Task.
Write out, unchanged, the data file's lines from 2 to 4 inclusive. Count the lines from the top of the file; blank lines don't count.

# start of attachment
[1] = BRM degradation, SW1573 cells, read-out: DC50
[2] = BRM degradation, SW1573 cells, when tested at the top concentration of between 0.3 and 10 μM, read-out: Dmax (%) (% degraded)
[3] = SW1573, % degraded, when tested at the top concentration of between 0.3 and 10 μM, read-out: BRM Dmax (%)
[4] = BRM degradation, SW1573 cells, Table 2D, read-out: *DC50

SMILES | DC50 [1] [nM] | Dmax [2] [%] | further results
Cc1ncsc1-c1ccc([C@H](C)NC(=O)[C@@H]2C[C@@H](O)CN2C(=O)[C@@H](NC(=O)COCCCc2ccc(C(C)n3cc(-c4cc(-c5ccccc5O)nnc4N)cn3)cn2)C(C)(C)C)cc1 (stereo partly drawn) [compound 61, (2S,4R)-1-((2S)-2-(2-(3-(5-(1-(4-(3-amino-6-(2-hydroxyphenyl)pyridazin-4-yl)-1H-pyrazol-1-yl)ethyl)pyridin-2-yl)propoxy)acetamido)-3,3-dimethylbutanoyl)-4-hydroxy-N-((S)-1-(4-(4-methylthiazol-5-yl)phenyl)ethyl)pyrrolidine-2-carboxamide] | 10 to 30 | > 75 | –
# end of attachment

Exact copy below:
[2] = BRM degradation, SW1573 cells, when tested at the top concentration of between 0.3 and 10 μM, read-out: Dmax (%) (% degraded)
[3] = SW1573, % degraded, when tested at the top concentration of between 0.3 and 10 μM, read-out: BRM Dmax (%)
[4] = BRM degradation, SW1573 cells, Table 2D, read-out: *DC50